Nash The Slash

RIP Nash The Slash: Our final interview with the Toronto avant-garde pioneer

We spoke with the music legend last year. Here's what he had to say about integrity, web hype, and his legacy.

Chartattack squiggle

- May 13, 2014
Photo by: Phil Taylor.

Jeff Plewman aka Nash The Slash, a trailblazer for Canadian experimental musicians and artists, died this weekend. He was 66.

Both as a member of progressive rock group FM and in his lengthy, renowned solo career, Nash never let anyone else plot his journey. Wrapped in bandages and a suit, the violinist/multi-instrumentalist stunned with his global performances, the artistic expression he loved best. His sound and style led him to a remarkable streak of opening gigs, including Gary Numan and Iggy Pop ("Both very special, wonderful people," he said), 70,000 people in Toronto for The Who, The Human League, The Stranglers and many more. Writing for Rolling Stone, Lester Bangs gave Nash his favourite review ever: "Nash the Slash is the kind of opening act that makes the headliner work twice as hard."

In 2013, I visited Jeff in his Toronto home. As we spoke in his attic, with CDs and instruments spilling out of every surface, I noticed that I was surrounded by relics. It was nothing Jeff hadn't long accepted: the previous year he retired Nash The Slash, citing illegal downloading and boredom with gigs as the main concern. Still, there wasn't a trace of nostalgia in Jeff's voice as he spoke on his career. He knew what a finished chapter looked like, and that he should have been proud, even if only a few people read it.

Nash The Slash Dead Man's Curve UK Video 1980


Compare the record industry from when you started to when you retired.

The most radical change is the drum machine. The public now thinks of them as conventional devices that everybody uses. Back in the ‘70s, drum machines were illegal. Keyboards that had string sections in them, illegal. According to the musicians union, which ran the big concert halls, using any kind of keyboard or box that imitated another instrument was against the rules. You were fined, you were told you couldn’t play in the hall, or you had to “compensate” the musicians. I got around it by saying I was a performance artist. Music was just a part of it. I have a costume, I design the lighting, it’s a theatrical performance.

Even at the time when I was observing this and hoping that we'd get this stupid ruling taken out of the books, I knew drummers who loved drum machines. They're not taking the job. They're improving.

What are the advantages of going solo compared to playing in a band like FM?

The drum machine is a parallel analogy for myself: I like being solo. You have total control, in terms of the music, the creative energy. I very rarely found musicians who could play my music. Its sonic characteristics were indigenous to me. You could simulate, but it didn’t sound the same to the way I’d orchestrate it.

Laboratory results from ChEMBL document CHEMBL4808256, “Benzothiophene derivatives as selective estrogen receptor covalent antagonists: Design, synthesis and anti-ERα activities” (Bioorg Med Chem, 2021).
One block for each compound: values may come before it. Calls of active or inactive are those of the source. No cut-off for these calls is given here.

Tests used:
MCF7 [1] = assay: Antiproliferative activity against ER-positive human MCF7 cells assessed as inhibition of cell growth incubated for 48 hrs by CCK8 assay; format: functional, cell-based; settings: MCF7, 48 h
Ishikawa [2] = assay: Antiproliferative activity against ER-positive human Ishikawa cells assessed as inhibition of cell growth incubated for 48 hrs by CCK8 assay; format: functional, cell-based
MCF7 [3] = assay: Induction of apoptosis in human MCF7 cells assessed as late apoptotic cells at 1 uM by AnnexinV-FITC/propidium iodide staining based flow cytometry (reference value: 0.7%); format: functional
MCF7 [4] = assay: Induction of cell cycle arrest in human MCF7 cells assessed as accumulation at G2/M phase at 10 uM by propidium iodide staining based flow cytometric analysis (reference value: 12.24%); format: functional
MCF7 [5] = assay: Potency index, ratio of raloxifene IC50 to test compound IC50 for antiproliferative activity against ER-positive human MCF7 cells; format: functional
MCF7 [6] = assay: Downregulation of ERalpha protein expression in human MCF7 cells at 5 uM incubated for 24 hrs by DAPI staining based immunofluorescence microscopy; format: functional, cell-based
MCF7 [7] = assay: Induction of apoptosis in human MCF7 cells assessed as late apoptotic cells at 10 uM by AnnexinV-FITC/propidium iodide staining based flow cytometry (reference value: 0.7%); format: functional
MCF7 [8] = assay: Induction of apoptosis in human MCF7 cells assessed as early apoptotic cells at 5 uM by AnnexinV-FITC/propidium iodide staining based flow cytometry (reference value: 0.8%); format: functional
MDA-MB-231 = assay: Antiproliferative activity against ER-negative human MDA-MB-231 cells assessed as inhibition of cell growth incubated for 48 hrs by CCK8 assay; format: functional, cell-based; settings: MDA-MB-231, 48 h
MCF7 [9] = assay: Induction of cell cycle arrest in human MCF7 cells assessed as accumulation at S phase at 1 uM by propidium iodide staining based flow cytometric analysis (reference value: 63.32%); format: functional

This is the nature of music. You put out stuff with your integrity intact, and there should be an audience for it. It just won’t get played in the supermarket.

One of the disadvantages of being solo on stage is you have no one to support you. I have a hangover, a cold, I broke my knee, any kind of thing like that. If the drummer is wasted, the other players can cover for him. When you’re solo, you don’t have any back up to pull it off. I was always conscious about delivering the goods.

My greatest joy was playing live. But it’s a lot of work for one guy. I would make some decent money but it was a ten hour day from my doorstep to back to my house, and that’s just in Ontario. It was one and a half hours of sheer joy and the rest was just backbreaking work. And as I got older it became more of a grind.

What were some of the most significant ways your character and music evolved?

I didn’t change the presentation so much as I changed the tools. I’ve always been aware of the type of presentation I wanted to do. Way back in the ‘70s I used reel-to-reel tape recorders and my projections were 16mm film. So that gives you an idea of how antique I am. And of course the projector evolved into a digital beam projector, the recorder evolved to DAT tape and then to disks...I never did use a computer on stage, although let’s face it, a keyboard is a computer. I already had the method of the presentation. The means changed.

Did you keep up with technological advancements over the years?

No. Very little. I was aware of it. But I liked using the tools that worked for me. I’m of the generation that was at the crossroads of analogue to digital. It was a huge effect. The trouble with digital is it’s incremental. Analogue was, I believe, faster. You experiment and create noises very quickly. Unfortunately with digital, because it’s all there, people don’t experiment as much.  You can experiment, but you’ll be there twiddling your thumbs working with the layout. I wanna get a sound, I don’t want to be playing with the way you get a sound. I want a toaster. I want to put in bread and up comes toast. I don’t wanna know about hydraulics, electricity, or how the goddamn thing works. Bread goes in, toast comes out. That’s what analogue was to me. I could get a result very quickly.

I was creating very heavy sounds on drum machines in 1982 that, to this day, I think The Chemical Brothers would sample. Anytime I meet sampling guys and I play them some of my early stuff, they’re usually quite shocked. They say “This was made in analogue?!” Sound signals are not pure. There’s all kind of debris, especially on a tape.

Are most of your fans in one country?

 
Nash the Slash and FM - Black Noise

I would say Britain, from touring with Gary Numan and signing to Virgin. England’s a fabulous place for music. It’s an island. Compact, concentrated, 50 million people. Fits in the province of Ontario, and every little piss-pot town has a hall or a bar to play. So a tremendous concentration of musical energy. And that’s why I think England puts out so many eclectic bands that do well, because they have so many places to play. America is a very good market, but it’s spread out. Canada is very difficult because of its geography. It’s a very difficult country to tour in, and certain regions, although they respond well to a performance, it’s difficult to follow up. Every time I played in the Maritimes I was very well received, but I could rarely play there. It’s hard to have a collective feeling of a concentrated Canadian audience. But I’ve got lots of fans in Winnipeg, Alberta, B.C., Toronto.